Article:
When markets are not raising fast, banks have to be very careful who they lend money to. When we have 20%+ price appreciation, banks can take a lot of defaults, and still make money.

    In the old days (prior to 2007), banks had the attitude Who cares of the person doesn’t pay back the loan, the asset is making us money. And they did make money, even on foreclosures.

  2. As they say, all real estate is local. America is also a huge country, and covers many different demographics that need to be looked at. Over all, the country is still struggling financially. There are a few pockets, such as here in Orange County, CA that are economically strong, with low unemployment, high wage earners, and a broad based economy. However; areas such as this are few and far between. Some of the cities in Orange County have YOY prices that are up 17%., and the housing markets are rebounding.

    “The new normal” will take quite some time to adjust to for everyone. We have to watch our local markets (or whatever market you are investing in) very carefully and be sensitive to the changes. Assuming that things are going to bounce back and be the same, that consumers are going to go back to viewing real estate as a great investment for their retirements, etc. would be a mistake. Decisions need to be made on the current reality in your area.

    Also, the banking regulations have greatly affected a large swath of people. Tyler Perry has a new documentary (Spent) that discusses the massive number of people that are no longer part of the banking system due to a variety of things, some very minor.

    For myself, I am very comfortable with the outlook here in Orange County, CA. Though prices here may be high, they are lower than they were. However; I expect they will continue to gain value due to all the things I mentioned above, along with the perfect year round weather, and all the great things available here. It’s all about location, location, location!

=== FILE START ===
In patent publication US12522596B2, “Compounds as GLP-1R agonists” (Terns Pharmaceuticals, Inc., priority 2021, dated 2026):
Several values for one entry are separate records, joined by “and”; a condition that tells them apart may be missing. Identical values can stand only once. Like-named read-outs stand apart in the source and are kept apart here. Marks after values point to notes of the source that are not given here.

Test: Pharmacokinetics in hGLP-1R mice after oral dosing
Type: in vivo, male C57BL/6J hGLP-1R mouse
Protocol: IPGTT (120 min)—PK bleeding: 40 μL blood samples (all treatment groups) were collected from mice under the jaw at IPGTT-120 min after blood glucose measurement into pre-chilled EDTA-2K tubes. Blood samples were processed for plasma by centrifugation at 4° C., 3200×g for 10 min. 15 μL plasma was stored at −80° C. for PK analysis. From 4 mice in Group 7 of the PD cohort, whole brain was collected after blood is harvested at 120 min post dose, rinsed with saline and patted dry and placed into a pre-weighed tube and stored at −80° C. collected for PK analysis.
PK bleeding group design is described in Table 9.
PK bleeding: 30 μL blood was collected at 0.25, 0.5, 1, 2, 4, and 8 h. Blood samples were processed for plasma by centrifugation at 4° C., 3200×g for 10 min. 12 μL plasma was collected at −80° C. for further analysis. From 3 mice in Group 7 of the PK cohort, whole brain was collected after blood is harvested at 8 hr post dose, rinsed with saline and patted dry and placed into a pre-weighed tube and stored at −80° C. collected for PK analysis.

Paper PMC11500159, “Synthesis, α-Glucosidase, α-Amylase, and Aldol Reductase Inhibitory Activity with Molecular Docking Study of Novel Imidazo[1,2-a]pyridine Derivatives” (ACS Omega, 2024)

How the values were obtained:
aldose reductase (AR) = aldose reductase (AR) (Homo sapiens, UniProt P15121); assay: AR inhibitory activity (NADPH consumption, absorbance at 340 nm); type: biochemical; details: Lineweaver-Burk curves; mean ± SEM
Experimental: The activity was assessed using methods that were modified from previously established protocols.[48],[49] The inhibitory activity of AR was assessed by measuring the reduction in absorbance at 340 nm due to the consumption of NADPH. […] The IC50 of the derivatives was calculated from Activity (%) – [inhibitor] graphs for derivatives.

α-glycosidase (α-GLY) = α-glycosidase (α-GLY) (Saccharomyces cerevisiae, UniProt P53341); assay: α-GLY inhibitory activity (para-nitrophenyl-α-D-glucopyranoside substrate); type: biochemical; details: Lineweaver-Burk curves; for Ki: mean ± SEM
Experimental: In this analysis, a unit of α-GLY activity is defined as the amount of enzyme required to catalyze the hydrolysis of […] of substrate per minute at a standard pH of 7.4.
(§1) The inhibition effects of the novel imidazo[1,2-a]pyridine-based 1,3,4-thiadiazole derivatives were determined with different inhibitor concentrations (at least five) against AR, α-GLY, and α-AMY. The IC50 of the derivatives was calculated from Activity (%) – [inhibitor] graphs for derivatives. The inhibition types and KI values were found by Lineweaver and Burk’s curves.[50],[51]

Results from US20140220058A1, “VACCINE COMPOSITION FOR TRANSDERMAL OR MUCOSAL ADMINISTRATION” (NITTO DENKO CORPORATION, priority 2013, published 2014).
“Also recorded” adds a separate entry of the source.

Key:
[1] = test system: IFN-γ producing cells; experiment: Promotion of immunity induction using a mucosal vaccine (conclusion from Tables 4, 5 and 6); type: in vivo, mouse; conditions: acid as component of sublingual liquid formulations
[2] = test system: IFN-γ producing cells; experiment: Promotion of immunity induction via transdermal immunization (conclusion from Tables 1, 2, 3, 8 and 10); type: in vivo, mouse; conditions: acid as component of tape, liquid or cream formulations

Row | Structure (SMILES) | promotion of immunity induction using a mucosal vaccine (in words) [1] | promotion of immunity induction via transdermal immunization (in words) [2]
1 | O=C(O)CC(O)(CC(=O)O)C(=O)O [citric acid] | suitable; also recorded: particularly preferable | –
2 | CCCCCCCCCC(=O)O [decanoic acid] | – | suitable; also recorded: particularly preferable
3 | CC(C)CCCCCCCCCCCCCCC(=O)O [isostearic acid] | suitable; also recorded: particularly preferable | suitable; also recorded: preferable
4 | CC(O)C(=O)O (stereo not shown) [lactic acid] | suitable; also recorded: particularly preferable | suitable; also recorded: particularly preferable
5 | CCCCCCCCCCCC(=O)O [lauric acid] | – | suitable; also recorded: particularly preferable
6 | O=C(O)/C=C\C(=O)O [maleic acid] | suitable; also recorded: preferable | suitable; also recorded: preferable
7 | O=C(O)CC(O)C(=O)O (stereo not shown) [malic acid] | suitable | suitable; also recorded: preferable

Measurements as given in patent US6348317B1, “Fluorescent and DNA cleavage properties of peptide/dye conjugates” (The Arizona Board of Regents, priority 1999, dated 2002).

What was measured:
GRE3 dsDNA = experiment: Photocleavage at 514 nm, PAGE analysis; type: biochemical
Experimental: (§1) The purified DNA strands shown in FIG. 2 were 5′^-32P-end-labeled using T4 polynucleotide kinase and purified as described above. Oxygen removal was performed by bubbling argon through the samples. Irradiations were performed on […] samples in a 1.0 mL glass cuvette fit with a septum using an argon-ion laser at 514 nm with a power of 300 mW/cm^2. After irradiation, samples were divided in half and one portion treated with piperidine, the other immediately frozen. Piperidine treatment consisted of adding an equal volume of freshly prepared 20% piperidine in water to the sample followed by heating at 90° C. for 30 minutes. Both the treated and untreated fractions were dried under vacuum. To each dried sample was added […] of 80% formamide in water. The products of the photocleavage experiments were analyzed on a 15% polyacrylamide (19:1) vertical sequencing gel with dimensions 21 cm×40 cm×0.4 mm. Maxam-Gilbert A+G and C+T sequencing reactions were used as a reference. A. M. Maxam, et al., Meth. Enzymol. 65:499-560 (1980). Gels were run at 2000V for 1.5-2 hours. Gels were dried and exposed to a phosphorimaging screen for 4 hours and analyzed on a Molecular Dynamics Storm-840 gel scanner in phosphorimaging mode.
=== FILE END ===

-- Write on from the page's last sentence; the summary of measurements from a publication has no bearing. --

3. Behind the job and wage growth issues Eric and Karen mentioned there are serious monetary headwinds that the Fed is fighting. While most expect that interest rates ‘have’ to rise the Fed is trapped holding them low in the hope that lending and real estate will recover leading to a recovery in consumer spending which is 70% of the US economy.

    For the how and why of this see the video presentation and charts from Stephanie Pomboy of MacroMavens in my BP blog post here: http://www.biggerpockets.com/blogs/5055/blog_posts/38149-are-poor-expectations-killing-the-housing-recovery

    Good hunting-

  4. Jeff Brown

    Harrison — My guess is as good as anyone’s, but another factor in the near term future that may significantly affect values, is the inventory of foreclosed homes mostly playing itself out by the end of next year. That major supply source, less major lately, of course, would lower the supply. Assuming demand stays flat or rises, that would necessarily mean higher prices. Sales? Another story altogether, right?

  5. I began selling my properties in 2006 which due to economic developments outside of real estate. These economics were responsible for that bubble to begin with (Federal Reserve policy, securitized lending, etc) . The most reliable indicator then and I believe now are two ratios, price to income and price to rent. This data can be found for all regions of the US. While it’s great to be optimistic I would examine these first before incorporating that optimism into my business model. What you will find, I believe, is that once again price to rent and price to income have risen out of their historical norm. In 2006 they were two standard deviations above their historical norm. Where are they today for your area?
    don’t get me wrong, I have begun buying again but with little to no expectation of near-term appreciation.